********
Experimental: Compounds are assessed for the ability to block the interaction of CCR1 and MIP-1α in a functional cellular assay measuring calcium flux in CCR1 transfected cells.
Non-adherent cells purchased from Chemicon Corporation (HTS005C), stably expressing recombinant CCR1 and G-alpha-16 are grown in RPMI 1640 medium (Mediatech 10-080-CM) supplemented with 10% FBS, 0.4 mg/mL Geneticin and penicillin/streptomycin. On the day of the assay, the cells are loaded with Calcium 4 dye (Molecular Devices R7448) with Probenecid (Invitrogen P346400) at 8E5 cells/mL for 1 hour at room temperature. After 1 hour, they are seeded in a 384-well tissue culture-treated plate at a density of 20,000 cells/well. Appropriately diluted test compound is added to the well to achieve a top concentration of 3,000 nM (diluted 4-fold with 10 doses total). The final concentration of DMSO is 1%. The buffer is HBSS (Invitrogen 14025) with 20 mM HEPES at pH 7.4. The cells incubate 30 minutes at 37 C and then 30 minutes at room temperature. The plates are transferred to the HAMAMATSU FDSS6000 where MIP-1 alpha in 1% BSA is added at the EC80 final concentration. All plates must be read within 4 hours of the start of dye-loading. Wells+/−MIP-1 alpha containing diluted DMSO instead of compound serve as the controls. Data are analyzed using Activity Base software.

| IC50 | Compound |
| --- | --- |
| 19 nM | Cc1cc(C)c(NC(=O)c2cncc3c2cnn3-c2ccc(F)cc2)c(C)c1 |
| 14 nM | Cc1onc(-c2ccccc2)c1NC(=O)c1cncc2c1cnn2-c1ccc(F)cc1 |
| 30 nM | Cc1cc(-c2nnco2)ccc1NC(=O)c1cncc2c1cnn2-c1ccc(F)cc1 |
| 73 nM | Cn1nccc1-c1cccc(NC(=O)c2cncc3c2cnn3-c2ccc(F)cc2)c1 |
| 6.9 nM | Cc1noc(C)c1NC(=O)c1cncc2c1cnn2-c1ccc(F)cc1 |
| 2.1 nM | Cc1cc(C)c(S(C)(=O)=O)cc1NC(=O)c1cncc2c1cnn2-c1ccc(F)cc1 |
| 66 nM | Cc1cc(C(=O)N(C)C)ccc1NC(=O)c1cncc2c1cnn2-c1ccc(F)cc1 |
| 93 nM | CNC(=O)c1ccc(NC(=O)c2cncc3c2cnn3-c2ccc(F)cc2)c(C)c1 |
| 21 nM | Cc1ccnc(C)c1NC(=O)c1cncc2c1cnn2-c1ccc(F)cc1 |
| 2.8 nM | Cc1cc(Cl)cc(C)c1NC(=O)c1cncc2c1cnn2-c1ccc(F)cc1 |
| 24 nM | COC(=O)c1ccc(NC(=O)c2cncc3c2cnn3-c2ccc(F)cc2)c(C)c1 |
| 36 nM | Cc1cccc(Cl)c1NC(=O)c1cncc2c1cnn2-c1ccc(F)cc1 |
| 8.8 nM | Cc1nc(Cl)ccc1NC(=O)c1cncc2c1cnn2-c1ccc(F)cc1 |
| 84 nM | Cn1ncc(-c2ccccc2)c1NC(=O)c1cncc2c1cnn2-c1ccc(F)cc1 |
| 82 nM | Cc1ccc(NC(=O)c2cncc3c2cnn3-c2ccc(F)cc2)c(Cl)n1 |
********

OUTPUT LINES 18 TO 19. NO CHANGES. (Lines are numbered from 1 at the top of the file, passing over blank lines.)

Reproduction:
| 84 nM | Cn1ncc(-c2ccccc2)c1NC(=O)c1cncc2c1cnn2-c1ccc(F)cc1 |
| 82 nM | Cc1ccc(NC(=O)c2cncc3c2cnn3-c2ccc(F)cc2)c(Cl)n1 |